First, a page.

Friday 11th December 2020
Entry from the table
State will not save Thyssenkrupp
Thyssenkrupp is struggling with its steel division. The area is the big problem child of the group. For a long time, the people of Essen have been toying with the state’s entry. But the company cannot meet the conditions. Now there is still a British competitor in the running – or another attempt to make it alone.
In the face of dwindling options, the industrial group Thyssenkrupp is preparing to bring its ailing steel division into shape on its own. “The topic of state participation is off the table,” said CFO Klaus Keysberg in the “Rheinische Post”. This is the result of intensive discussions with the federal government and the state of North Rhine-Westphalia. The economic stabilization fund is not the appropriate means to support the steel sector with equity. “In our case, due to the interest payments and the repayment modalities, such a participation would be associated with such high costs for the company that the additional burden would seriously jeopardize the future of the steel.” British competitor Liberty Steel is currently examining the books. The outcome is open.
“The options with other potential partners have not been sufficiently concretized at this point in time, even if there is still fundamental interest,” reported the manager. The group is not interested in getting rid of the steel. “Our aim is to make steel fit for the future.” There are different ways of doing this.
The workforce has to make concessions
The subsidiary Thyssenkrupp Steel Europe writes high losses. In contrast to the sale of the lucrative elevator division, however, there is no queue here. Heavy industry is suffering from the corona crisis, overcapacities and cheap imports from the Far East. At Thyssenkrupp, there were also home-made problems such as the billion-dollar disaster at its subsidiary Steel Americas. IG Metall had campaigned for state entry and rejects Liberty’s offer. Now the 27,000 steel cookers may have to make concessions for a renovation.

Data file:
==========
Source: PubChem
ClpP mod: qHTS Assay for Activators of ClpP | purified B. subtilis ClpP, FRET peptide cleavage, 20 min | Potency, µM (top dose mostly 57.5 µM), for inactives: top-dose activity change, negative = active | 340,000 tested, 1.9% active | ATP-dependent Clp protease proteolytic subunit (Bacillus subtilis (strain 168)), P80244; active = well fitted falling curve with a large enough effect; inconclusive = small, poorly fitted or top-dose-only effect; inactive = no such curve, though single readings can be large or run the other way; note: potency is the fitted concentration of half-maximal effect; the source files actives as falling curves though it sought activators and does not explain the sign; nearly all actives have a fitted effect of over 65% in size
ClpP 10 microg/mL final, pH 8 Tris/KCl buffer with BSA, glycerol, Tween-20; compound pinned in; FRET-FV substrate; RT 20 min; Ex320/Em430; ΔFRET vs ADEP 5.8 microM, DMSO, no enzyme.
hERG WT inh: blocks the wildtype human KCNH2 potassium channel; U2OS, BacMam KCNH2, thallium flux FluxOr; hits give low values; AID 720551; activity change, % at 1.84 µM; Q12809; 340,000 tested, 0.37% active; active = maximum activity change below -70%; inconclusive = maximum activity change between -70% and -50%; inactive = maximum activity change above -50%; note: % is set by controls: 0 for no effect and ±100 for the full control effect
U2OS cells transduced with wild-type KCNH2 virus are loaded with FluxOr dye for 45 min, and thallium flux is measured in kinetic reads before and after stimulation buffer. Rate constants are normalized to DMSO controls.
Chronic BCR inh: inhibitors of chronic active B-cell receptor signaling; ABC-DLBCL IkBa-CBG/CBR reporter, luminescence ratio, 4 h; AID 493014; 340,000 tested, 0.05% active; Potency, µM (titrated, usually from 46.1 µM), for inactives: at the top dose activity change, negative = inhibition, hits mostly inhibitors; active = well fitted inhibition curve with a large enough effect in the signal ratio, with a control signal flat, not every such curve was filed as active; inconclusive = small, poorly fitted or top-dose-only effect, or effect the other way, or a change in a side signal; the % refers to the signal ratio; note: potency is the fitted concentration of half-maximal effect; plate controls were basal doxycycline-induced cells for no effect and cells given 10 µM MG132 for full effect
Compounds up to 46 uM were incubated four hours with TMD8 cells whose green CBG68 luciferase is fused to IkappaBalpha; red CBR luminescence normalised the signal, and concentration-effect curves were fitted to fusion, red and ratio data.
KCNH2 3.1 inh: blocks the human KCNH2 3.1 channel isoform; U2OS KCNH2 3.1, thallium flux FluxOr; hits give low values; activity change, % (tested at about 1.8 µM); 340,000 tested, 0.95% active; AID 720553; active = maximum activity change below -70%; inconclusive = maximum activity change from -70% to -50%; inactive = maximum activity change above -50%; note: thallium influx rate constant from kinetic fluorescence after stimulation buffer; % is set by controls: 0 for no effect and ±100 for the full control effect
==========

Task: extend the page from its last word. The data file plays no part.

“After the Corona slump in the spring, we are currently feeling a general economic recovery,” Keysberg told the paper. From when a sustainable recovery or normalization can be expected is uncertain. “In addition, the structural challenges in the industry remain unchanged and must be addressed.”
Union does not give up entry into the state
Liberty Steel is currently examining the books in a due diligence process for a more specific assessment, Keysberg said. Thyssenkrupp will not make itself dependent on third parties. Developing the steel business in the company on its own is and will continue to be an option. “However, we see considerable potential for appreciation in our steel business even in the stand-alone scenario. And that’s why – yes – you can do it alone.”
From today’s perspective, however, further savings and restructuring measures will be necessary to get the steel sector back on track very quickly. “This will of course have to be discussed with the employee representatives.”
The union accused the management of not exploring all possibilities for state aid. “There is not only the economic stabilization fund, other solutions are possible. Why not a real participation of the state of North Rhine-Westphalia in Thyssenkrupp Steel?” Said IG Metall board member Jürgen Kerner. He referred to Lower Saxony, where the state has a stake in the steel producer Salzgitter. “We will continue to pursue a state entry with high pressure.” Kerner is Vice-Chairman of the Supervisory Board of Thyssenkrupp AG.